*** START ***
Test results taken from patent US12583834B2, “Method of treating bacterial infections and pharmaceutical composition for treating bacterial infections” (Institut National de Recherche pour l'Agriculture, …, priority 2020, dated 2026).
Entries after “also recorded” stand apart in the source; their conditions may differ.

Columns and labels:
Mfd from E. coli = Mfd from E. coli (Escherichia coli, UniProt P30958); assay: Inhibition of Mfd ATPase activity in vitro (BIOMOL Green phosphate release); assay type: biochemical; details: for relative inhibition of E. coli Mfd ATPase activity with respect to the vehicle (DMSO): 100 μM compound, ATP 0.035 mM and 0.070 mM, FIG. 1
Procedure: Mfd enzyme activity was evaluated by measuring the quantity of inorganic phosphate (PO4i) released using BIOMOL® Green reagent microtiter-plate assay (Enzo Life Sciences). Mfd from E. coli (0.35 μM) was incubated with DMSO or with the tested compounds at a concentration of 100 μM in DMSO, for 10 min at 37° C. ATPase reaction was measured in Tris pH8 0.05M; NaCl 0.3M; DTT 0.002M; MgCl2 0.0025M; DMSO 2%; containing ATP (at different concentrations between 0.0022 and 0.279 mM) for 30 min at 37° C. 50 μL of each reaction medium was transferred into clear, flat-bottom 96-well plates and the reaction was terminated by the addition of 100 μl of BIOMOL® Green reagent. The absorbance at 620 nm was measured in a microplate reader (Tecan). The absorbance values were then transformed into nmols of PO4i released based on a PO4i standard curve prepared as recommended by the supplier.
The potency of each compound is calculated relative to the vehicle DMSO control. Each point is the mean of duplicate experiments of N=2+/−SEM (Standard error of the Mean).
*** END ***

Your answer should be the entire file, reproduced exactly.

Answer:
Test results taken from patent US12583834B2, “Method of treating bacterial infections and pharmaceutical composition for treating bacterial infections” (Institut National de Recherche pour l'Agriculture, …, priority 2020, dated 2026).
Entries after “also recorded” stand apart in the source; their conditions may differ.

Columns and labels:
Mfd from E. coli = Mfd from E. coli (Escherichia coli, UniProt P30958); assay: Inhibition of Mfd ATPase activity in vitro (BIOMOL Green phosphate release); assay type: biochemical; details: for relative inhibition of E. coli Mfd ATPase activity with respect to the vehicle (DMSO): 100 μM compound, ATP 0.035 mM and 0.070 mM, FIG. 1
Procedure: Mfd enzyme activity was evaluated by measuring the quantity of inorganic phosphate (PO4i) released using BIOMOL® Green reagent microtiter-plate assay (Enzo Life Sciences). Mfd from E. coli (0.35 μM) was incubated with DMSO or with the tested compounds at a concentration of 100 μM in DMSO, for 10 min at 37° C. ATPase reaction was measured in Tris pH8 0.05M; NaCl 0.3M; DTT 0.002M; MgCl2 0.0025M; DMSO 2%; containing ATP (at different concentrations between 0.0022 and 0.279 mM) for 30 min at 37° C. 50 μL of each reaction medium was transferred into clear, flat-bottom 96-well plates and the reaction was terminated by the addition of 100 μl of BIOMOL® Green reagent. The absorbance at 620 nm was measured in a microplate reader (Tecan). The absorbance values were then transformed into nmols of PO4i released based on a PO4i standard curve prepared as recommended by the supplier.
The potency of each compound is calculated relative to the vehicle DMSO control. Each point is the mean of duplicate experiments of N=2+/−SEM (Standard error of the Mean).